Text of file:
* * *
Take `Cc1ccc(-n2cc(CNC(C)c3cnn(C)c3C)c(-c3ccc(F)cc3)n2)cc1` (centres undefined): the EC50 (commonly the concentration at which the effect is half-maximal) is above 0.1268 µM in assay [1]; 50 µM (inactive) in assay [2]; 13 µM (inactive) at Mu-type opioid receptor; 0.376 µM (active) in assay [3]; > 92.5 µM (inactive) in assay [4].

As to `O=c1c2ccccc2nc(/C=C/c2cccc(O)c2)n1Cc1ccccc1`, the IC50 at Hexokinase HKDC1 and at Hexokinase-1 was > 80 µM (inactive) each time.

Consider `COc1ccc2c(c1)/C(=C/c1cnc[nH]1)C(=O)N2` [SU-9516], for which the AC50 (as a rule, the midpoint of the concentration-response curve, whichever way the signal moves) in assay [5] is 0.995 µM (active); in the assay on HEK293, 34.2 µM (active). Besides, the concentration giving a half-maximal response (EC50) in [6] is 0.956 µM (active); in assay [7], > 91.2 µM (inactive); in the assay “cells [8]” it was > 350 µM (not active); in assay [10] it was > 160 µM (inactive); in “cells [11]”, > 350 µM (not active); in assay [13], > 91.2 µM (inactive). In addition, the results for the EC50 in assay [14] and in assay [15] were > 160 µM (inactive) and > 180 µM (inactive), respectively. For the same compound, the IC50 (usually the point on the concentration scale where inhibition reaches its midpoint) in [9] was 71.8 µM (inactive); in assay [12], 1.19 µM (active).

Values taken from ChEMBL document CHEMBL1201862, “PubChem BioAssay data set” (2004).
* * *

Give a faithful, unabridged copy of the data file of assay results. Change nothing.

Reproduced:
Take `Cc1ccc(-n2cc(CNC(C)c3cnn(C)c3C)c(-c3ccc(F)cc3)n2)cc1` (centres undefined): the EC50 (commonly the concentration at which the effect is half-maximal) is above 0.1268 µM in assay [1]; 50 µM (inactive) in assay [2]; 13 µM (inactive) at Mu-type opioid receptor; 0.376 µM (active) in assay [3]; > 92.5 µM (inactive) in assay [4].

As to `O=c1c2ccccc2nc(/C=C/c2cccc(O)c2)n1Cc1ccccc1`, the IC50 at Hexokinase HKDC1 and at Hexokinase-1 was > 80 µM (inactive) each time.

Consider `COc1ccc2c(c1)/C(=C/c1cnc[nH]1)C(=O)N2` [SU-9516], for which the AC50 (as a rule, the midpoint of the concentration-response curve, whichever way the signal moves) in assay [5] is 0.995 µM (active); in the assay on HEK293, 34.2 µM (active). Besides, the concentration giving a half-maximal response (EC50) in [6] is 0.956 µM (active); in assay [7], > 91.2 µM (inactive); in the assay “cells [8]” it was > 350 µM (not active); in assay [10] it was > 160 µM (inactive); in “cells [11]”, > 350 µM (not active); in assay [13], > 91.2 µM (inactive). In addition, the results for the EC50 in assay [14] and in assay [15] were > 160 µM (inactive) and > 180 µM (inactive), respectively. For the same compound, the IC50 (usually the point on the concentration scale where inhibition reaches its midpoint) in [9] was 71.8 µM (inactive); in assay [12], 1.19 µM (active).

Values taken from ChEMBL document CHEMBL1201862, “PubChem BioAssay data set” (2004).